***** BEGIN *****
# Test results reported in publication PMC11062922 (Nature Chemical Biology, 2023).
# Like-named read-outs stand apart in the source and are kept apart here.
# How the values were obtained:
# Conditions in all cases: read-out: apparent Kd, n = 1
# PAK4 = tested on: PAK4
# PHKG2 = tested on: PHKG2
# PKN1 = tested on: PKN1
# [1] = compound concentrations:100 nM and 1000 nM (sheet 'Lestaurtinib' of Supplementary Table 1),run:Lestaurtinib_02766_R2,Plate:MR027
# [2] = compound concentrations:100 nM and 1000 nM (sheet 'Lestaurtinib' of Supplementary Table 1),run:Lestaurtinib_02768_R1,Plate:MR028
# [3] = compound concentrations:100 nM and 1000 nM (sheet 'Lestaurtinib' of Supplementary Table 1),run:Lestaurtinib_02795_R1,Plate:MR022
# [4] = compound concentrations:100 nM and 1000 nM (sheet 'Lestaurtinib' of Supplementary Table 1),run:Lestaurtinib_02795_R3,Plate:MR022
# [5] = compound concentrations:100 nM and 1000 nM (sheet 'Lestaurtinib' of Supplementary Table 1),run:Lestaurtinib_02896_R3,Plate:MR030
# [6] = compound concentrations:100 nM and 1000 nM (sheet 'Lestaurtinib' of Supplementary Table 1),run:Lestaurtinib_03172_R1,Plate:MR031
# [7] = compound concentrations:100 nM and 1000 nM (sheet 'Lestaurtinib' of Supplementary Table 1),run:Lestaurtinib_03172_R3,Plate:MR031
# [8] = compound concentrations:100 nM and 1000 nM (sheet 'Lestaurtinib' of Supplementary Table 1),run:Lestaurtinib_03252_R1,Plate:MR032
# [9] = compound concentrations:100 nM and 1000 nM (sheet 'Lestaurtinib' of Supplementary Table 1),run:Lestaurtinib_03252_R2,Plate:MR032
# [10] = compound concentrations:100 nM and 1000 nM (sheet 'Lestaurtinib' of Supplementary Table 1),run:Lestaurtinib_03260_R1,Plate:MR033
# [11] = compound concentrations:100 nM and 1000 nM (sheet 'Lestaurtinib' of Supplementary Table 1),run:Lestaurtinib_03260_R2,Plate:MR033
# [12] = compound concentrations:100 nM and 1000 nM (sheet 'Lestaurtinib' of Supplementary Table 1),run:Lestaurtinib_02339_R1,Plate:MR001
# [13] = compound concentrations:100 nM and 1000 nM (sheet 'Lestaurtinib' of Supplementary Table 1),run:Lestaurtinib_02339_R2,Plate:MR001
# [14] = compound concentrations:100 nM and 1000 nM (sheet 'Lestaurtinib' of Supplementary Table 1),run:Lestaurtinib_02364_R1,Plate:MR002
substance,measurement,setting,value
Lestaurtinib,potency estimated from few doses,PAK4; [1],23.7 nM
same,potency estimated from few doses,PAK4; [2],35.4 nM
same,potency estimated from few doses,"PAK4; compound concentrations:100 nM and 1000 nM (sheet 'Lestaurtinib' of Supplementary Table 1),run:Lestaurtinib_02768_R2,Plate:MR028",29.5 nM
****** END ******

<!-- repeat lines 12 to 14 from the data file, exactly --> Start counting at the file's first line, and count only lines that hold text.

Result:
# [5] = compound concentrations:100 nM and 1000 nM (sheet 'Lestaurtinib' of Supplementary Table 1),run:Lestaurtinib_02896_R3,Plate:MR030
# [6] = compound concentrations:100 nM and 1000 nM (sheet 'Lestaurtinib' of Supplementary Table 1),run:Lestaurtinib_03172_R1,Plate:MR031
# [7] = compound concentrations:100 nM and 1000 nM (sheet 'Lestaurtinib' of Supplementary Table 1),run:Lestaurtinib_03172_R3,Plate:MR031